The U.S.-Soviet alliance during World War II has often been presented in Russia as a paragon of ideal relations between Moscow and Washington: co-equal, realist to the core, and successful. Even during the Cold War it was praised as an example of what the two powerful countries could do if only they were united by a compelling common cause. The idea was later revived after 9/11, then with the arrival of the COVID-19 pandemic. Yet these hopes are built on a myth from the past and misreading of the present.
- What does the history of U.S.-Russian relations really teach us?
- What clues to the future does the present hold?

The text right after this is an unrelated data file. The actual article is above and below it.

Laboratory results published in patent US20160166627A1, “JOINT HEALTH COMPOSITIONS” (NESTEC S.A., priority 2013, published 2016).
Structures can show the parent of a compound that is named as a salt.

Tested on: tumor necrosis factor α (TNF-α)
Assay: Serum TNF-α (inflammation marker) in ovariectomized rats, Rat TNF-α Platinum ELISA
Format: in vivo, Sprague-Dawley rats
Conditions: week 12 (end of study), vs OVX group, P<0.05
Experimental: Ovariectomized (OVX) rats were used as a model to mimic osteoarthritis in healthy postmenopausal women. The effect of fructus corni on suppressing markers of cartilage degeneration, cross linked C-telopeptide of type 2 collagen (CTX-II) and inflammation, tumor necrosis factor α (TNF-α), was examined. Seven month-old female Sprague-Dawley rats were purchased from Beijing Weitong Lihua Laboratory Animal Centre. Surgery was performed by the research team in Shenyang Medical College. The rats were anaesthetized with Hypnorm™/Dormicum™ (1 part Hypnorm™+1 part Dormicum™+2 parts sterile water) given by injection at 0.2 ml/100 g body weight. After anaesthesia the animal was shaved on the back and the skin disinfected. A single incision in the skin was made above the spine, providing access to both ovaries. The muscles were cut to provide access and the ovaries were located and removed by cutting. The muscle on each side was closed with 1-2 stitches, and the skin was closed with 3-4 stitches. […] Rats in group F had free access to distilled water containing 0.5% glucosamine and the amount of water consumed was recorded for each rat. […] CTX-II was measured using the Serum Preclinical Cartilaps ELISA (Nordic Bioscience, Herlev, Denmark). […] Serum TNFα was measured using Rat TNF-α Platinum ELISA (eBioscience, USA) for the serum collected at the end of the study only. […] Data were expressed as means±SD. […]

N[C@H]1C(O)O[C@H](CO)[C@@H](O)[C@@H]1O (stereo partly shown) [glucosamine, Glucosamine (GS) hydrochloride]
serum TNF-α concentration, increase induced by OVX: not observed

Join Stephen Kotkin, the John P. Birkelund '52 Professor in History and International Affairs at Princeton University, Andrei Kolesnikov, a senior fellow and the chair of the Russian Domestic Politics and Political Institutions Program at the Carnegie Moscow Center, and Dmitri Trenin, director of the Carnegie Moscow Center, to explore these issues and more. To submit a question for the event, please use the YouTube chat or tweet at us @CarnegieRussia.
This event is part of the Carnegie Moscow Center and U.S. Embassy in Moscow’s joint project: “Relaunching U.S.-Russia Dialogue on Global Challenges: The Role of the Next Generation”.